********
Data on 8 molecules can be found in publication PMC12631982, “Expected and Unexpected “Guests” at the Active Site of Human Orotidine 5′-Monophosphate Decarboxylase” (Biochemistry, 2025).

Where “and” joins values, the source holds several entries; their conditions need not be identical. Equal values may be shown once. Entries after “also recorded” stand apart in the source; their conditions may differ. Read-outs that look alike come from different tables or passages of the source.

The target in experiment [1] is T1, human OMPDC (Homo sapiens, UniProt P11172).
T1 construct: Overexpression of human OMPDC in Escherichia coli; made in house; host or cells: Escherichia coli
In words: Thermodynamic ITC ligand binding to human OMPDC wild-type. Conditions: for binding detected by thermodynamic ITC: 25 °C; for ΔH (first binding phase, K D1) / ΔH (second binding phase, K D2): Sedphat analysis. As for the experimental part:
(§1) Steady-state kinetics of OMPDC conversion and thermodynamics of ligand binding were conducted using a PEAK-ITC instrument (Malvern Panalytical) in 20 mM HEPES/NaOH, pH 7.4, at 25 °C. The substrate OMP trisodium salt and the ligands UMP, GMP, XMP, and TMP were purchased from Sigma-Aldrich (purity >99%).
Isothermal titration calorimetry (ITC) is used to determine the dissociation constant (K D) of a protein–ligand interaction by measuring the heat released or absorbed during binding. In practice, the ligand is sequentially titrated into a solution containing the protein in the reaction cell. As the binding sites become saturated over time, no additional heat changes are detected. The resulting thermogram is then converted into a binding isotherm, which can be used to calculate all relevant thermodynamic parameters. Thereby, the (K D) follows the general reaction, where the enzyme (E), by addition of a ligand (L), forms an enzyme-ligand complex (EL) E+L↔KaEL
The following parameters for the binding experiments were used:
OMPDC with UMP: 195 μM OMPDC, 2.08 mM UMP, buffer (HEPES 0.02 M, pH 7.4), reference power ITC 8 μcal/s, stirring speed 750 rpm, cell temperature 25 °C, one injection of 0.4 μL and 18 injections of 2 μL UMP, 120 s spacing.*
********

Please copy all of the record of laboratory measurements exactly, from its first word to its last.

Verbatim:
Data on 8 molecules can be found in publication PMC12631982, “Expected and Unexpected “Guests” at the Active Site of Human Orotidine 5′-Monophosphate Decarboxylase” (Biochemistry, 2025).

Where “and” joins values, the source holds several entries; their conditions need not be identical. Equal values may be shown once. Entries after “also recorded” stand apart in the source; their conditions may differ. Read-outs that look alike come from different tables or passages of the source.

The target in experiment [1] is T1, human OMPDC (Homo sapiens, UniProt P11172).
T1 construct: Overexpression of human OMPDC in Escherichia coli; made in house; host or cells: Escherichia coli
In words: Thermodynamic ITC ligand binding to human OMPDC wild-type. Conditions: for binding detected by thermodynamic ITC: 25 °C; for ΔH (first binding phase, K D1) / ΔH (second binding phase, K D2): Sedphat analysis. As for the experimental part:
(§1) Steady-state kinetics of OMPDC conversion and thermodynamics of ligand binding were conducted using a PEAK-ITC instrument (Malvern Panalytical) in 20 mM HEPES/NaOH, pH 7.4, at 25 °C. The substrate OMP trisodium salt and the ligands UMP, GMP, XMP, and TMP were purchased from Sigma-Aldrich (purity >99%).
Isothermal titration calorimetry (ITC) is used to determine the dissociation constant (K D) of a protein–ligand interaction by measuring the heat released or absorbed during binding. In practice, the ligand is sequentially titrated into a solution containing the protein in the reaction cell. As the binding sites become saturated over time, no additional heat changes are detected. The resulting thermogram is then converted into a binding isotherm, which can be used to calculate all relevant thermodynamic parameters. Thereby, the (K D) follows the general reaction, where the enzyme (E), by addition of a ligand (L), forms an enzyme-ligand complex (EL) E+L↔KaEL
The following parameters for the binding experiments were used:
OMPDC with UMP: 195 μM OMPDC, 2.08 mM UMP, buffer (HEPES 0.02 M, pH 7.4), reference power ITC 8 μcal/s, stirring speed 750 rpm, cell temperature 25 °C, one injection of 0.4 μL and 18 injections of 2 μL UMP, 120 s spacing.*